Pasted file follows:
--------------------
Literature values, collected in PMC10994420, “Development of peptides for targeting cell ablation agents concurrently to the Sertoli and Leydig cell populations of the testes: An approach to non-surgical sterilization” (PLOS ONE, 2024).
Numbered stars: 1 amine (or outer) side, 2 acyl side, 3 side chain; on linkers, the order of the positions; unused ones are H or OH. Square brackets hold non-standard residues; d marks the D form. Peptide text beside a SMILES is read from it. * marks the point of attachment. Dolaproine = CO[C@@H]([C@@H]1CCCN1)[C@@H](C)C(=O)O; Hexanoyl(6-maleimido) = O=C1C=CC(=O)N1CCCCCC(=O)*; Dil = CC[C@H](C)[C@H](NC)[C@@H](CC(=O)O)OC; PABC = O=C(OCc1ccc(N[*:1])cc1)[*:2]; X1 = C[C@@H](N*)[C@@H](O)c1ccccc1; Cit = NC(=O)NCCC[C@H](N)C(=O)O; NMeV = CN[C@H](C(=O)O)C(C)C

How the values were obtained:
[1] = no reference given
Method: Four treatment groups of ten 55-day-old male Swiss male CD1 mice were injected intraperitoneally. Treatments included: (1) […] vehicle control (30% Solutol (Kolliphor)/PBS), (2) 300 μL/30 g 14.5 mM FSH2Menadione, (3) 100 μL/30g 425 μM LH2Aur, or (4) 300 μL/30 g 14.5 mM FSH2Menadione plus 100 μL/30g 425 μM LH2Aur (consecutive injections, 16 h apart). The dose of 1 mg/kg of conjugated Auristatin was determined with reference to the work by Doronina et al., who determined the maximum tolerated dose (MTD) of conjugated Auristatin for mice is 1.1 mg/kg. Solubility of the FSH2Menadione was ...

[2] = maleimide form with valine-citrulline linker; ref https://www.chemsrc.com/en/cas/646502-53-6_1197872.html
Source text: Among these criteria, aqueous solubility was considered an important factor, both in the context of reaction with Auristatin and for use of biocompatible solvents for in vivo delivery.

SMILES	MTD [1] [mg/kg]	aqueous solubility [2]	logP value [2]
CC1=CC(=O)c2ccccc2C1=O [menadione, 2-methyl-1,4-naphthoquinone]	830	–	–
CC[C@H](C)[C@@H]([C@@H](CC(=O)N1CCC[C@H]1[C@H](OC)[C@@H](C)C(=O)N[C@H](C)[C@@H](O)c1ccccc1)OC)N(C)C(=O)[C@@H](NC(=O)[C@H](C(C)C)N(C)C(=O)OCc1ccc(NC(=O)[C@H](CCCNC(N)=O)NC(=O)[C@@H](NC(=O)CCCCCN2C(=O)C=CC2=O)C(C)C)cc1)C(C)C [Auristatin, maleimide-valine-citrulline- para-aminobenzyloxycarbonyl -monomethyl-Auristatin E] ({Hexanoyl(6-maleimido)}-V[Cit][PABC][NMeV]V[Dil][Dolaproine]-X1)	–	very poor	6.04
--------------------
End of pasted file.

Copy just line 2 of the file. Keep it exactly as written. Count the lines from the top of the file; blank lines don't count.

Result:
Numbered stars: 1 amine (or outer) side, 2 acyl side, 3 side chain; on linkers, the order of the positions; unused ones are H or OH. Square brackets hold non-standard residues; d marks the D form. Peptide text beside a SMILES is read from it. * marks the point of attachment. Dolaproine = CO[C@@H]([C@@H]1CCCN1)[C@@H](C)C(=O)O; Hexanoyl(6-maleimido) = O=C1C=CC(=O)N1CCCCCC(=O)*; Dil = CC[C@H](C)[C@H](NC)[C@@H](CC(=O)O)OC; PABC = O=C(OCc1ccc(N[*:1])cc1)[*:2]; X1 = C[C@@H](N*)[C@@H](O)c1ccccc1; Cit = NC(=O)NCCC[C@H](N)C(=O)O; NMeV = CN[C@H](C(=O)O)C(C)C